One hand over his mouth, she used the fingers of the other to pinch his nose tightly closed. He struggled fiercely, his feet thrumming against the pallet, his eyes wide and staring as he fought to breathe. His hands clawed at my mother’s own as she leaned in close to whisper in his ear, her grip hard and tight on his face.
I heard not what she said, but his struggles lessened and I watched, awed, as the light left his eyes and another glow, faint at first but growing steadily stronger, emanated from his chest and coalesced into a radiance brighter than the noonday sun. I looked away, unwilling to witness what I could not understand, and when I eventually forced my gaze back to the knight, his death was complete.
She removed her hands, as blood-drenched as mine, and put her ear to his mouth. I could have told her he was dead, but I held my tongue, as I always did.
‘It is kinder this way,’ my mother said. ‘You did all you could, but nothing would have eased his pain.’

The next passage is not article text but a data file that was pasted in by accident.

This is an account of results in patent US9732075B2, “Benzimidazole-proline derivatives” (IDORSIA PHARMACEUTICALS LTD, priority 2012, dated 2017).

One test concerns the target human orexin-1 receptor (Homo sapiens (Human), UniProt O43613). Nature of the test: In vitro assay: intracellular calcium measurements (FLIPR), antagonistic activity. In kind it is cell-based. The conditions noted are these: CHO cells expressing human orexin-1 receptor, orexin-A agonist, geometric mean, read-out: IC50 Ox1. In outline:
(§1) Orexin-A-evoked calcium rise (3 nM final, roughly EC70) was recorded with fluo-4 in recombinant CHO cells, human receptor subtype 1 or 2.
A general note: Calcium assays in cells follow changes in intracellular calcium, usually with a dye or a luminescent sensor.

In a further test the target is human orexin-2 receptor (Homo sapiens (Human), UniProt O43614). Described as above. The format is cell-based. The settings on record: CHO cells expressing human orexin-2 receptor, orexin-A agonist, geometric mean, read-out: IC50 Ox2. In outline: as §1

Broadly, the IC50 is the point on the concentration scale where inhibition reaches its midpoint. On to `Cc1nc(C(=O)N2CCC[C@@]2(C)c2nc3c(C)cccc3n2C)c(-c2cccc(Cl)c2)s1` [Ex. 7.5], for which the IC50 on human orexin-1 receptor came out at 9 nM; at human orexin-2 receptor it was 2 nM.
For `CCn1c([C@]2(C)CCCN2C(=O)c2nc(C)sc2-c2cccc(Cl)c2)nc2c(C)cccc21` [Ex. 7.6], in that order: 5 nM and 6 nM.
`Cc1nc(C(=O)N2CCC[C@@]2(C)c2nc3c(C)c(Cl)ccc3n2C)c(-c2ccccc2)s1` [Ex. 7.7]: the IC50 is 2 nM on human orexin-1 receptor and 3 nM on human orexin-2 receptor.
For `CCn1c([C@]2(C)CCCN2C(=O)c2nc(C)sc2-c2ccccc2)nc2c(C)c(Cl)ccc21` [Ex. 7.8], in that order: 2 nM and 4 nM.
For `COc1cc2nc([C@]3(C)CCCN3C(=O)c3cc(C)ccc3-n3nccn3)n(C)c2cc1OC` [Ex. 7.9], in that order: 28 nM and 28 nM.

She straightened up, her palms in the small of her back, working the kinks out of aching muscles, leaving behind two red hand prints clearly visible in the grime of her gown. My own clothing was stiff with dried gore: I did not think I could ever be clean again, either in body or soul.
‘Come,’ she commanded,’ there are others who need our help.’
I turned away, weary to my bones, wishing I was anywhere but here, in this charnel house of the dead and dying.
The great hall was filled with bodies, some alive and some not, and some wishing they had already gone to meet their maker. The scent of cow-fat candles and oak logs burning in the stone fireplace was an aromatic undertone to the copper-smell of spilled blood, and the stench of bowels loosened by death throes. Screams and groans rent the air, interspersed with calls for more water and fresh linen, and grown men begging for their mothers, or God, to help them.
It was a scene from hell itself, but even though I closed my eyes, I could not block out the vision behind my lids, and I knew I would relive this moment for the rest of my years.
My mother thrust me towards a body on the floor.
‘There is one you can save,’ she said, and when I failed to move even one step closer to my patient, she grasped me painfully by the tops of my arms and shook me hard.